When we finished the drums and were packing the previous evening, Allen suggested that we all meet at Longman & Eagle the next morning for breakfast. This was John Agee’s White Whale. John is a foodie. He lit up at the suggestion. That morning he was up and far more alert than any of the other mornings. There was no habitual OCD shuffle that accompanied our exit that day. John, I discovered, has the habit of 3 different “sanity checks” before leaving any room. That morning, he was first out the door of the condo and first in the door at Longman’s. I can vividly recall all 5 of us lined down the bar, not speaking. Just carefully combing the menus and weighing carefully our choices. Longman and Eagle has received a Michelin Star for the last 5 years. This is apparently a “thing”. Being Canadian, I would just look at John blankly when he would mention this to me, invariably responding with a quizzical “…Cool?”
Like most of our meals (if not all) while recording this record, it was fantastic. We certainly did not suffer in terms of food quality during our time there.
When we arrived at the studio for that day’s work, Allen and Eric set up a wall (literally) of amps. Fender Deluxe amps, Cully from Sequoia’s Orange, Allen’s Hiwatt, and Eric’s bass rig. Much like our food consumption, we had no shortage of amazing gear to work with. Allen asked which guitar I wanted to use. Even before he could finish his question I blurted out “Yours.” I would then shoot a glance at Joe, as if to suggest “Mine. I called it. Fuck off.” I figured Joe can make an elastic band stretched across a stick sound good. Whereas I was going to hang on to any possible edge I could get. I’m an only child and it was quite clear in that moment.
The fellas had a slightly different plan for recording the bass and guitars than what I was accustomed to. Instead of the traditional: ‘throw a pass of bass down and then move down the line until all the bass tracks were done, and then begin that same sequence with guitars’, they suggested we attack each song as an entire entity. We were game for anything. There was barely any push back making this record. We all collectively existed on the same page. Except for the bass during outro for the song: ‘Your Ex Knife Set’. That was the only moment where I found myself digging my heels in against the entire band and Eric. It all worked out in the end (I think/hope), but I had my own doubts as I wasn’t entirely sure then, it was worth me fighting the battle I was fighting.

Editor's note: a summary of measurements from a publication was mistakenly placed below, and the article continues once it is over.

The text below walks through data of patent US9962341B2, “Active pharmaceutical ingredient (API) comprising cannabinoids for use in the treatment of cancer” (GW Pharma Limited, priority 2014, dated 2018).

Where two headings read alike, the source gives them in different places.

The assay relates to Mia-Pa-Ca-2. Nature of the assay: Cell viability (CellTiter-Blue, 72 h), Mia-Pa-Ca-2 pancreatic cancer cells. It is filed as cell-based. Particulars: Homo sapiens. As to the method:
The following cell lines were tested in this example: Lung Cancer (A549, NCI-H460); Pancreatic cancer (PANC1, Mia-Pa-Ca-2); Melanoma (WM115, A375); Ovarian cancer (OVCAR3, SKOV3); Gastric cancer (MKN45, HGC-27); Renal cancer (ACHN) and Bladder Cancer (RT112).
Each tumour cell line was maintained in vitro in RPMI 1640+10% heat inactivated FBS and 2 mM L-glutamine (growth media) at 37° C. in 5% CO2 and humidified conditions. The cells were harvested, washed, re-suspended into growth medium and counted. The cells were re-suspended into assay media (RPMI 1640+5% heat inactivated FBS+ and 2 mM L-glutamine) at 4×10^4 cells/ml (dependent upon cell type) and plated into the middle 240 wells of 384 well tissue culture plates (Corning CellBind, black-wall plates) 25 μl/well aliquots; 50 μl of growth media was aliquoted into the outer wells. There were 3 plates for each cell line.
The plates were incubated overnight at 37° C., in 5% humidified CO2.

So, with the understanding we would move from song to song, until all the instruments (minus keys and pianos, as they would have their own day) were done we commenced with that day’s workload. We decided to begin with ‘Foxtrot’. This was a Joe bass song, with John handling lead guitars and me doing the rhythm tracks. We figured that it was one of the easier songs, in that it has an obvious groove and straight up arrangement. Joe got through the bass track in no time. Next up was me for the rhythm tracks. After a quick discussion with John on how to navigate which parts we’d each play during the song’s verses, I sat down with Allen’s tele and dove in. Interesting thing about that tele: I was shocked at how low the action was on it. Now, keeping in mind above, I pointed out I don’t consider myself to be a “guitarist”, playing Allen’s guitar really solidified that thought. I needed to go home and spend some time reconsidering the action of my own guitar. His guitar was effortless to play. The thing just hums.
It was within the second verse of the song when Allen’s head popped over the dividers in the room, and where he stopped me and began one of his succinct, yet highly dense in practical information suggestions/observations. There is a part in the first verse, right before the chorus, where all the instruments drop out except for the guitars. They play a staggered, almost “rounds” (one line starts just as the other ends) like lead progression. That involved overt octave harmonies. I grew up in the 80s. I grew listening to what some would call bad heavy metal. Ratt were one of those bands. In the song ‘Round and Round’ there’s a part within the guitar solo where one of the guitarists (…who am I kidding? Warren DiMartini) is playing his solo. About halfway through, as a dynamic shift Robbin Crosby comes in and doubles up his solo with a harmony of the lead Warren is playing. I love this shit. Sorry, but I do. Call it cheese, or wankery. Whatever, it has always stuck with me. So, when I was writing ‘Foxtrot’, I found a very basic run, that was something of a nod/wink to that sort of thing.